A quick way to check the pressure is to slightly open an upstairs window, and see if outside air is rushing in. It's important to use an upstairs window, because checking on a lower level might show lower pressure on the inside, while at the same time, the pressure difference can be reversed on an upper floor. See how complicated this can get, and why I'm hesitant to give a number? :-)

In my house in Michigan, built around 1956, the airflow is from outside to inside in every part of the house, so I can get away with winter indoor humidity of 40% without a problem (I've checked some wall cavities for signs of moisture). However, I have the original aluminum windows, and water will condense on the inside surface of these when it gets really cold, so I run the humidity a bit lower in whole house, and only push my workshop and instrument storage area up to 40% with a separate humidifier. Actually, this separate humidifier is the only thing I use, and there's enough air circulation between those rooms and the rest of the house, that the rest of the house never falls below 30%.

February 20, 2010 at 08:09 PM ·

Thanks for that thorough answer David! My house was built last August and is "Saran wrapped" with a moisture barrier .The house is basically "tupperware" sealed and the only way to circulate air is with the HRV (Heat Recovery Ventilation) System.The problem with this system is takes air (and moisture) from inside the house and blends it with outside air in an exchange box.If I want air exchange then I must take moisture out of the house as well.The newly installed Aprilaire has the house now at 36% RH.Is that close enough to keep an instrument humidified?

February 21, 2010 at 12:36 PM ·

36% sounds reasonable to me.

February 21, 2010 at 04:29 PM ·

Thanks David.I would like to share with readers on this topic how good these Aprilaire humidifiers are.I paid $462.00 for it installed(took the guy about three hours to put it in).It has an outside probe that automatically adjusts for fluctuations in temperature and relative humidity .Once you set the dial you just walk away .The only maintenance is to  change the waterpanel once a year (I think they're about $22.00) It was installed on Tuesday and the house is now at 38% RH on dial setting #5 so I'll just leave it at that...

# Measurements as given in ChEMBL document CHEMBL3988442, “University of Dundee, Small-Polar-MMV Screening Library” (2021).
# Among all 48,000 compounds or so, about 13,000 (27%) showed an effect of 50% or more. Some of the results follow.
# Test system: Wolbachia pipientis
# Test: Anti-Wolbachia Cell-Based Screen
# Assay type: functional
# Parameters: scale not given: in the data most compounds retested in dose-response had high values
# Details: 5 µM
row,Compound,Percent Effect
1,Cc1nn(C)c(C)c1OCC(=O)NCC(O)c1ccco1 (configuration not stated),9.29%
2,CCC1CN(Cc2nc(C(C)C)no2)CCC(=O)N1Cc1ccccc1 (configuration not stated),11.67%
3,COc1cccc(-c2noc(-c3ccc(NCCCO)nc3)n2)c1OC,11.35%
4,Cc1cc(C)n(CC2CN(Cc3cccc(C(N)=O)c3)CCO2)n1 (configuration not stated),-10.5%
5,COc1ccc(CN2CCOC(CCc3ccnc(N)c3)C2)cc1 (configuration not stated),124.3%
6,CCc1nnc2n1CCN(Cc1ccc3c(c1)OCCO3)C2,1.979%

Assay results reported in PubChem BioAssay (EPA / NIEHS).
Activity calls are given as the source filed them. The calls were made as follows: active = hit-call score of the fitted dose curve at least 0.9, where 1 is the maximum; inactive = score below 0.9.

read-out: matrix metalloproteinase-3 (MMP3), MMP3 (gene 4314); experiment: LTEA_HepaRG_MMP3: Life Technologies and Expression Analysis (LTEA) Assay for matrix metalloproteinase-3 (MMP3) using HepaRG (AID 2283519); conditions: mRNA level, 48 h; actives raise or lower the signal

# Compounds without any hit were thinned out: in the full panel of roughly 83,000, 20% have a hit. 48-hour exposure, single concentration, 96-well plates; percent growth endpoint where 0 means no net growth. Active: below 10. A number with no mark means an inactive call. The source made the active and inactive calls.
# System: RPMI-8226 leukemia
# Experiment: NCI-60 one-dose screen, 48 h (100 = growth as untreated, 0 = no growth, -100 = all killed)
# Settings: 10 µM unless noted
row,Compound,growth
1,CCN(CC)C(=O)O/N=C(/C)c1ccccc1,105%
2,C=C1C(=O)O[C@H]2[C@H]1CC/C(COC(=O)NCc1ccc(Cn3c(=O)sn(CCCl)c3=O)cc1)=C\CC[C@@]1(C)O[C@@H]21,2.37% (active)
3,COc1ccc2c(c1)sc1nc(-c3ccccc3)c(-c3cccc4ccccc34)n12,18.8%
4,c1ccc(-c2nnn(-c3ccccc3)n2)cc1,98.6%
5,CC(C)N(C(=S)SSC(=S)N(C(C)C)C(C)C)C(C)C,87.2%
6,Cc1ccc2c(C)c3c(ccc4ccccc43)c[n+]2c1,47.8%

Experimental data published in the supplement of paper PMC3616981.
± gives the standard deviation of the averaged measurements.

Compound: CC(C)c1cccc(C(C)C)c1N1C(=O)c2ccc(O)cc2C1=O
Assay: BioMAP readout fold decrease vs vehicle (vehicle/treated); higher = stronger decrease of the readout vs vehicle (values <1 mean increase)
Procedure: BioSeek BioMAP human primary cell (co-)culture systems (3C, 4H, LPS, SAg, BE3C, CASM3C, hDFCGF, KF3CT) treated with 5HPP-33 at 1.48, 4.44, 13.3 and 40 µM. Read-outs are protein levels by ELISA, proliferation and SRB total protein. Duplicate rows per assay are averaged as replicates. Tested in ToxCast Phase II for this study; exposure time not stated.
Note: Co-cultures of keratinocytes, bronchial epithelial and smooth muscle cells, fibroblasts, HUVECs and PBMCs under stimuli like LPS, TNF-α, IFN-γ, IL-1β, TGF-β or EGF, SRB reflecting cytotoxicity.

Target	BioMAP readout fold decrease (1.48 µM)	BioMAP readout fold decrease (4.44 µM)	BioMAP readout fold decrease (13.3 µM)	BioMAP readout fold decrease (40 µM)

Although $462.00 is a pile of dough,it does the entire house and I don't have to go around filling water tanks all the time with room sized humidifiers.Besides,you can capital cost it on your taxes since it is a necessary part of instrument maintenance,especially here in Canada.....

February 23, 2010 at 11:56 AM ·

"Although $462.00 is a pile of dough,it does the entire house and I don't have to go around filling water tanks all the time with room sized humidifiers."

Quite reasonable, considering that console type humidifiers need regular (weekly?) cleaning, can run out of water, may need to be replaced frequently, and tend not to maintain an accurate humidity level. The Aprilaire will probably last a lifetime. If it prevents one crack, it's paid for itself.

Keep an eye on the humidity for a while though Peter, and see if it stays at the same level. Some of the humidifiers with an outdoor sensor are designed to vary the indoor humidity, depending on the outside temperature.

February 23, 2010 at 12:15 PM ·

Yes,good point David. .It seems to fluctuate between 36 and 42 per cent RH.The outside temperature has been jumping around these past few days.

March 25, 2011 at 06:23 AM ·

Well, I may have a new solution to the humidity question.  I bought a Lewis and Clark carbon fiber violin!  It seems to be less sensitive to environmental influences, although I still have only limited experience with it.   It is definitely different than my wood acoustic violin(s).